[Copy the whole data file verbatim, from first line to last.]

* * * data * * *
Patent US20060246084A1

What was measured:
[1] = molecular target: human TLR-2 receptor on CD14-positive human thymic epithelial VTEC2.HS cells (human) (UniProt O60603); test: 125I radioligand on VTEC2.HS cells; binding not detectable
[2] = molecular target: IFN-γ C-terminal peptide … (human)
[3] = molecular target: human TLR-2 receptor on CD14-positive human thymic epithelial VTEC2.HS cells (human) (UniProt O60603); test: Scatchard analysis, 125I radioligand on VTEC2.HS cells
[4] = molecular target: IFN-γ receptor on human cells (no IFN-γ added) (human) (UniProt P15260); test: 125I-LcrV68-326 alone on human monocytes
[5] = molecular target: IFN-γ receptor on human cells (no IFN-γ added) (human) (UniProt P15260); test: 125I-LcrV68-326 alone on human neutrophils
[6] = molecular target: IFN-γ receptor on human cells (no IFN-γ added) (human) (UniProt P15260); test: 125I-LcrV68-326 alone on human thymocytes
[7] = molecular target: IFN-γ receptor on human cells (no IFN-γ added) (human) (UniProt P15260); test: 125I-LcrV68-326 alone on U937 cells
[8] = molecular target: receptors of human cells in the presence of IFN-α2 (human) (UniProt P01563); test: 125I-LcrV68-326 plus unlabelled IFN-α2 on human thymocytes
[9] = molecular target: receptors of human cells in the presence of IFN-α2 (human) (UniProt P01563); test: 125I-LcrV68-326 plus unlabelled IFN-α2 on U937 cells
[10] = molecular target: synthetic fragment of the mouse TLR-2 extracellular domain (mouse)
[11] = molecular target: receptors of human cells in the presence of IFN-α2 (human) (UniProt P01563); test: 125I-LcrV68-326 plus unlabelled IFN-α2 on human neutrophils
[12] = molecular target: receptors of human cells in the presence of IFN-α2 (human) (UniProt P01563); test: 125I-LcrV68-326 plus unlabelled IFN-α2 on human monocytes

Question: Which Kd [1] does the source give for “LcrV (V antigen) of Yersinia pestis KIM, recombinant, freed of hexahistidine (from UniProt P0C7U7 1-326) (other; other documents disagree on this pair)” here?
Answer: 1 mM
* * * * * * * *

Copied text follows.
Patent US20060246084A1

What was measured:
[1] = molecular target: human TLR-2 receptor on CD14-positive human thymic epithelial VTEC2.HS cells (human) (UniProt O60603); test: 125I radioligand on VTEC2.HS cells; binding not detectable
[2] = molecular target: IFN-γ C-terminal peptide … (human)
[3] = molecular target: human TLR-2 receptor on CD14-positive human thymic epithelial VTEC2.HS cells (human) (UniProt O60603); test: Scatchard analysis, 125I radioligand on VTEC2.HS cells
[4] = molecular target: IFN-γ receptor on human cells (no IFN-γ added) (human) (UniProt P15260); test: 125I-LcrV68-326 alone on human monocytes
[5] = molecular target: IFN-γ receptor on human cells (no IFN-γ added) (human) (UniProt P15260); test: 125I-LcrV68-326 alone on human neutrophils
[6] = molecular target: IFN-γ receptor on human cells (no IFN-γ added) (human) (UniProt P15260); test: 125I-LcrV68-326 alone on human thymocytes
[7] = molecular target: IFN-γ receptor on human cells (no IFN-γ added) (human) (UniProt P15260); test: 125I-LcrV68-326 alone on U937 cells
[8] = molecular target: receptors of human cells in the presence of IFN-α2 (human) (UniProt P01563); test: 125I-LcrV68-326 plus unlabelled IFN-α2 on human thymocytes
[9] = molecular target: receptors of human cells in the presence of IFN-α2 (human) (UniProt P01563); test: 125I-LcrV68-326 plus unlabelled IFN-α2 on U937 cells
[10] = molecular target: synthetic fragment of the mouse TLR-2 extracellular domain (mouse)
[11] = molecular target: receptors of human cells in the presence of IFN-α2 (human) (UniProt P01563); test: 125I-LcrV68-326 plus unlabelled IFN-α2 on human neutrophils
[12] = molecular target: receptors of human cells in the presence of IFN-α2 (human) (UniProt P01563); test: 125I-LcrV68-326 plus unlabelled IFN-α2 on human monocytes

Question: Which Kd [1] does the source give for “LcrV (V antigen) of Yersinia pestis KIM, recombinant, freed of hexahistidine (from UniProt P0C7U7 1-326) (other; other documents disagree on this pair)” here?
Answer: 1 mM